Indonesian Coal: “Asian Profit Play #2”

By Travis Johnson, Stock Gumshoe, August 2, 2011

I wrote a bit about Tony Sagami’s Asian Profit Play #1 last week, so it seems only appropriate to follow up with a look at numbers two and three — two other stocks that he thinks will benefit from the continuing growth in China and elsewhere in Asia, and that he’d be delighted to tell you about in exchange for a subscription payment to his Asia Stock Alert. If you missed that first article, which identified a palm oil stock (really a conglomerate, with lots of land holdings and BMW dealerships and etc. as well), you can read it here — he thinks it’s a $3 stock headed to $9 … and in case you’re worried, it hasn’t moved much since our unveiling last week.

So who are the others? We’ll look at #2 first today:

“Asian Profit Play #2:
“An Indonesian Powerhouse Making A Stinkin’ Fortune. Aim To TRIPLE Your Money!

“Indonesia is very rich in natural resources: Bauxite, silver, tin, copper, nickel, gold, coal, and oil. So with all these natural resources, Indonesia’s been a cash cow, making money hand over fist….

“Indonesia has the world’s third largest coal reserves!

“Coal may be dirty and unpopular with environmentalists, but it accounts for 25% of the world’s energy needs, and it is a big money-making business. My Indonesian powerhouse is making a stinkin’ fortune.

“The company has 2.9 BILLION metric tons of proven coal reserves and another 10 billion tons in resources — the largest in all of Asia — and it is going to enjoy several decades of steady, strong sales and growing profits selling that coal to China and India.

“Right now, its shares are a bargain in my opinion, especially since the company recently beat earnings estimates by 63% and netted $4.4 billion in revenue.

“With Asia’s economy heating up, energy demand is going to rise, coal prices are going to be pressured even higher, and buying this company’s shares is simply a no-brainer. I think this is another triple in a year’s time or less. Another $2,000 that could become $8,000.”

So yes, Mr. Sagami is yet another of those newsletter flacks who confuses a “triple” with a 300% gain — a triple would mean your investment returned 200%, thus tripling in size, but a quadrupling … which is what that $2,000 to $8,000 would be, is a 300% gain.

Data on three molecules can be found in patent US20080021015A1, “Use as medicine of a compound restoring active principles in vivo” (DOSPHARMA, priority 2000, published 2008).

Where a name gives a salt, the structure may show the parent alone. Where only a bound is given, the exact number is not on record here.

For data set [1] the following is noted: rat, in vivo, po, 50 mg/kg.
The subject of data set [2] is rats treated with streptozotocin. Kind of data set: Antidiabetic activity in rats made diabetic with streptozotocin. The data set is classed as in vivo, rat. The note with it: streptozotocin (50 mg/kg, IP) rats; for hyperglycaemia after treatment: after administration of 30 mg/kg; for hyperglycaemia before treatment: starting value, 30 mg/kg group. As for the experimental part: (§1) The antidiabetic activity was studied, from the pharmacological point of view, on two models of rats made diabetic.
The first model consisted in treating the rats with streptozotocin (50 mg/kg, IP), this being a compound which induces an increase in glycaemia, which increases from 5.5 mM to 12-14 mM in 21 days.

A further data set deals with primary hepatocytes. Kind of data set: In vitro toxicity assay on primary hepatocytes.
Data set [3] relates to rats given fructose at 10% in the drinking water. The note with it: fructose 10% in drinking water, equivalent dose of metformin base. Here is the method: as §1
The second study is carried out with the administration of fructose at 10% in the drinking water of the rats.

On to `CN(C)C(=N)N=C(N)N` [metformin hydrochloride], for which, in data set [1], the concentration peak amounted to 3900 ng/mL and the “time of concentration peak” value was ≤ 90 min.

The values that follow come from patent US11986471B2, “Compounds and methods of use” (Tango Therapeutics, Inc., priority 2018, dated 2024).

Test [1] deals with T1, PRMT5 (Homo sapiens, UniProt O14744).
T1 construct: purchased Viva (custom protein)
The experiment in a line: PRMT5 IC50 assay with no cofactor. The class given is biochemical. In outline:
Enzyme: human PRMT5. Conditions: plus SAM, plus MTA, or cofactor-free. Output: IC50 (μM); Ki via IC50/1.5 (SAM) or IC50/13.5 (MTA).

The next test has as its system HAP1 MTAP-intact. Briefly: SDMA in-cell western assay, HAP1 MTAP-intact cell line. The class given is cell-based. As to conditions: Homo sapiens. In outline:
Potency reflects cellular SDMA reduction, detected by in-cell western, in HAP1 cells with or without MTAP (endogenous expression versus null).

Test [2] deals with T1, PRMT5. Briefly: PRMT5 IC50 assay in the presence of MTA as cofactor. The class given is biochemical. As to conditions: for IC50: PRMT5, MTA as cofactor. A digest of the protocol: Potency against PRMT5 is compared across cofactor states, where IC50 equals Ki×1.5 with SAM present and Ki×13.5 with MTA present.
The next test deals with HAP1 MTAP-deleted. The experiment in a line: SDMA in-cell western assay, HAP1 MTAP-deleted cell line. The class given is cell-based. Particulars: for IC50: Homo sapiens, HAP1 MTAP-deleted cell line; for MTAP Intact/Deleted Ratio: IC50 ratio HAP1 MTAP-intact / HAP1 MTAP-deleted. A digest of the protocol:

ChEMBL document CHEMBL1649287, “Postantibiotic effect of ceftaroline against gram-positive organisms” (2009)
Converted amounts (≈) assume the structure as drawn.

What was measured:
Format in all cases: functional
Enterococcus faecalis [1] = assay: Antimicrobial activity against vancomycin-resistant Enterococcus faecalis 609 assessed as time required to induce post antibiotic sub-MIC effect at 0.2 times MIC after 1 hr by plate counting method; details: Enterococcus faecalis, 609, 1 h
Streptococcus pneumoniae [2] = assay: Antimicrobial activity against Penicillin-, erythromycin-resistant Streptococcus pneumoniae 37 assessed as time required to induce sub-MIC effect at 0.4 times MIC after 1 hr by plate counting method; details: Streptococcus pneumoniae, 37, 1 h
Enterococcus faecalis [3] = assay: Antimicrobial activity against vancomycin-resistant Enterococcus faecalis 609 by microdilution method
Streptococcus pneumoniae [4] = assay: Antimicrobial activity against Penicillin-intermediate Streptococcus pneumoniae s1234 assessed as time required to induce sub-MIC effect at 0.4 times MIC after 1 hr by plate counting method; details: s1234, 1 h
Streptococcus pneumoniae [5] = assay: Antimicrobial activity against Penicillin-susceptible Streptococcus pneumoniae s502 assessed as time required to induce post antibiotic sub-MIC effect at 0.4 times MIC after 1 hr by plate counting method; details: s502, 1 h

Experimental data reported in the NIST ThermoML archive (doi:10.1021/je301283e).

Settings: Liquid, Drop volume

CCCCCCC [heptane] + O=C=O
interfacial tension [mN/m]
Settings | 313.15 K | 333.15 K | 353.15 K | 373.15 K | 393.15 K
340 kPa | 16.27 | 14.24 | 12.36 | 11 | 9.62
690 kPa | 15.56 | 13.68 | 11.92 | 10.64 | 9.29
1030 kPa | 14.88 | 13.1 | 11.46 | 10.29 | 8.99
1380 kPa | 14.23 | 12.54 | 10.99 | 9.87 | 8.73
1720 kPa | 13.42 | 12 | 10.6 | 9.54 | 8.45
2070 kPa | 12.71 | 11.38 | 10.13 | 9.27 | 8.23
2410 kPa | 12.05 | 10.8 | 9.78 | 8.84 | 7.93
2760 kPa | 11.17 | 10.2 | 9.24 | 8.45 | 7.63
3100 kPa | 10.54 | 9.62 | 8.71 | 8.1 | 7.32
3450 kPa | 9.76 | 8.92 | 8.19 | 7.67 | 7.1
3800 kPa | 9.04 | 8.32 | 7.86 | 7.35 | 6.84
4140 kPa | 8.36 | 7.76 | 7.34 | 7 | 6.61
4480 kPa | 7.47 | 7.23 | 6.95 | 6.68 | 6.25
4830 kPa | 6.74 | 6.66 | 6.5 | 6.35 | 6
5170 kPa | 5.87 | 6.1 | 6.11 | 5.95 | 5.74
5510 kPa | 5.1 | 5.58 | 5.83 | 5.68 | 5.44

Not that this is a key consideration, of course — I’m perfectly delighted to accept either a 200% or 300% gain. Heck, in this market you might catch me smiling at a 20% gain. So what is this teased stock?

After a quick consultation with the Thinkolator, I can tell you that the company Sagami is pitching here must be Bumi Resources (PBMRF on the pink sheets, BUMI if you’re able to trade directly on the home exchange in Jakarta).

And yes, at first glance it will look like a crazy little penny stock, since the pink sheets shares change hands for 38 cents … but this is actually a huge company, that’s just the way the share pricing and currency translation happens to work. Market cap is about $8 billion, and they are the largest coal exporter in Asia and largest coal miner in Indonesia — they trade at a bit of a premium to the market, about 22X last year’s earnings, and they pay a small dividend of just over 1%.

Bumi’s last report showed their numbers down a little bit, and they have had some trouble in the recent past with the unusually wet weather in Indonesia that slowed production, but they expect growth of at least 10% this year in both revenue and earnings, and they certainly have plenty of customers — they also got a big investment from the Chinese sovereign fund a couple years ago.